Doing Discipleship Differently
A Conversation with Krish Kandiah
In June, Krish Kandiah taught a course at Regent College called Holistic Disciple-Making for the Third Millennium. Krish is the Executive Director of Churches in Mission and England Director for the UK Evangelical Alliance. He lectures on evangelism at Regent’s Park College at the University of Oxford. We asked him to comment on the importance of re-evaluating discipleship in the church today and how it ties into global Christianity.
RW: What was the impetus for your discipleship course?
KK: Two main drivers led to this course. First, studies have shown large numbers of young people in their 20s and 30s are leaving the church. The Evangelical Fellowship of Canada conducted a study called “Hemorrhaging Faith" that reported only one in three young adults who attended church weekly as a child still do so today. The church’s failure to adequately disciple and transition young people into adult faith has contributed to a missing generation, which poses serious concerns for the future of the church.
The second driver is that we’re not seeing the church make a significant impact in the world. James Davison Hunter writes about this in To Change the World. He compares the church to both Jewish and gay communities who have smaller numbers yet a bigger influence in the arts, media, academics, and culture.
These two factors lead one to ask, “What’s gone wrong?” I would argue the church has failed to disciple people for the whole of their lives, increasing the young adult drop-off rate and lessening the church’s cultural impact.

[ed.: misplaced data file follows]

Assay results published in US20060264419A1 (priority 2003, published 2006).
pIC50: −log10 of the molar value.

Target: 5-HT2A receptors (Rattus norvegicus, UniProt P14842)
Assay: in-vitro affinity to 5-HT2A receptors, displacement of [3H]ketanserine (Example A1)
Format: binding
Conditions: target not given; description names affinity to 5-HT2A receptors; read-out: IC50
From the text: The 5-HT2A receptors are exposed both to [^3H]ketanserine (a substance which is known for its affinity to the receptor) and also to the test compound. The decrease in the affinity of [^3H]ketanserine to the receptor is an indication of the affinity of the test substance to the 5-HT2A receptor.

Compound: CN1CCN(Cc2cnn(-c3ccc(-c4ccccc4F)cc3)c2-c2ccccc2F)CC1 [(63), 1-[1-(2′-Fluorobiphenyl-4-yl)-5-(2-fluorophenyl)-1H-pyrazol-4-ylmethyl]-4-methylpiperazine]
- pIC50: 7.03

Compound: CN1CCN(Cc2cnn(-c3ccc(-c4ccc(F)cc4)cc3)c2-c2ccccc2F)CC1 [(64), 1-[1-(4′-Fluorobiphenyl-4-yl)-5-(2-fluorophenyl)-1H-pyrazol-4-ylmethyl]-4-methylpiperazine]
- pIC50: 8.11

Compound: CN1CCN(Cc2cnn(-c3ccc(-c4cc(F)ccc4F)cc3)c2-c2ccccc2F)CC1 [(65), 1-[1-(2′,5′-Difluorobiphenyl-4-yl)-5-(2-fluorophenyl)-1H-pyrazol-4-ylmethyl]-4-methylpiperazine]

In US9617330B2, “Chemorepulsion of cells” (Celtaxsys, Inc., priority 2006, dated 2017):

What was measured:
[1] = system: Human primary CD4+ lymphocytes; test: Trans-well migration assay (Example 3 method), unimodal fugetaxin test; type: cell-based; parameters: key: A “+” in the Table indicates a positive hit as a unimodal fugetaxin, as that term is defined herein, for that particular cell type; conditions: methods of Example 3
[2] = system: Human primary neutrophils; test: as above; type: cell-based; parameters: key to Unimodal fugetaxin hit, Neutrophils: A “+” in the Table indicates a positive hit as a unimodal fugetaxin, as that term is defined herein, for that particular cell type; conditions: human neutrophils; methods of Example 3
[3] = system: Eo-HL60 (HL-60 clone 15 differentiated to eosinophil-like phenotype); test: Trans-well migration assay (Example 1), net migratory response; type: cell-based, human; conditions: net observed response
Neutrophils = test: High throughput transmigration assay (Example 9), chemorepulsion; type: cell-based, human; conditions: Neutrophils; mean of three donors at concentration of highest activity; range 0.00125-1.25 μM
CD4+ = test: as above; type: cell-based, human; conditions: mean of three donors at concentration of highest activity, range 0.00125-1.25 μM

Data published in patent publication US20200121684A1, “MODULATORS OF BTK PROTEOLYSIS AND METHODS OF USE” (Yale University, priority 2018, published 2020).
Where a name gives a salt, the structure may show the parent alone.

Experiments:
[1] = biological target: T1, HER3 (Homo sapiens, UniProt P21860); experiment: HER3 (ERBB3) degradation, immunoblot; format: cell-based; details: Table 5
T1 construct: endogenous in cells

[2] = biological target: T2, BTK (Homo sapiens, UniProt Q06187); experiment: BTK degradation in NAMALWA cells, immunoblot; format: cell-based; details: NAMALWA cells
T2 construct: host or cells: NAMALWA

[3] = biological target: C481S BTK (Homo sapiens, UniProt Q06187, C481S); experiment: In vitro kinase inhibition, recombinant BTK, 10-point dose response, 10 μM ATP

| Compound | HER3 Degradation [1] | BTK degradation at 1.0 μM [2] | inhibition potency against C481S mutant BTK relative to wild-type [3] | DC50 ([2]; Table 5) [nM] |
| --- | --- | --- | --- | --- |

RW: You begin your course by looking at genocide and the discipleship deficit in Rwanda. Why structure your course around this context?
KK: In 2010, I attended the Lausanne Conference on World Evangelization in Cape Town. Antoine Rutayisire of Rwanda gave one of the most challenging presentations I’ve heard. He used his native country as a case study for discipleship gone wrong. Rwanda was at the core of the East African Revival in the 1920s and 30s. By 1994, 90% of Rwanda claimed some kind of Christian faith and the country was held up as a model for explosive church growth, missionary engagement, and the successful Christianization of a nation.
That same year, however, the genocide occurred, killing nearly one million people in one hundred days. Statistically, this meant Christians were killing Christians. While many complex political, social, and economic factors converged in this horrific event, the church should look at its involvement and ask, “What went wrong with our discipleship model here?” I ask this same question in my course, examining discipleship in various local and global contexts. Antoine’s talk on Rwanda is essentially the launch point for this discussion. He graciously but firmly challenges the Western Church to consider the gospel we bring to other nations.
RW: What are some problems with the way Western Christianity presents the gospel to other nations, and how does your course address these concerns?
KK: In my course, we unpack the danger of an emaciated gospel that reduces the call to discipleship. Our standard gospel presentation seems to be more interested in escaping the world than living in it. Both in the West and in our missionary endeavors, we have presented a gospel that primarily emphasizes the individual and God, but has little to say about our vocation in the world as neighbours, culture makers, or citizens. We end up preaching a reduced gospel that leads to a reduced vision of discipleship.
The course I teach tries to recover a more biblical and holistic gospel that culminates not in an evacuation of our planet but an invasion of God’s kingdom on earth. I make space to listen to non-Western thinkers like Antoine Rutayisire in Rwanda and Orlando Costas in Latin America. Listening to alternative, indigenous voices is vital as it is the height of arrogance to assume that we don’t need to draw on the wisdom and experience of our global brothers and sisters. We need to listen with humility to both their encouragement and critique so we can engage in honest, meaningful dialogue.
RW: How does the Western Church do discipleship today and what are the benefits and challenges with our current model?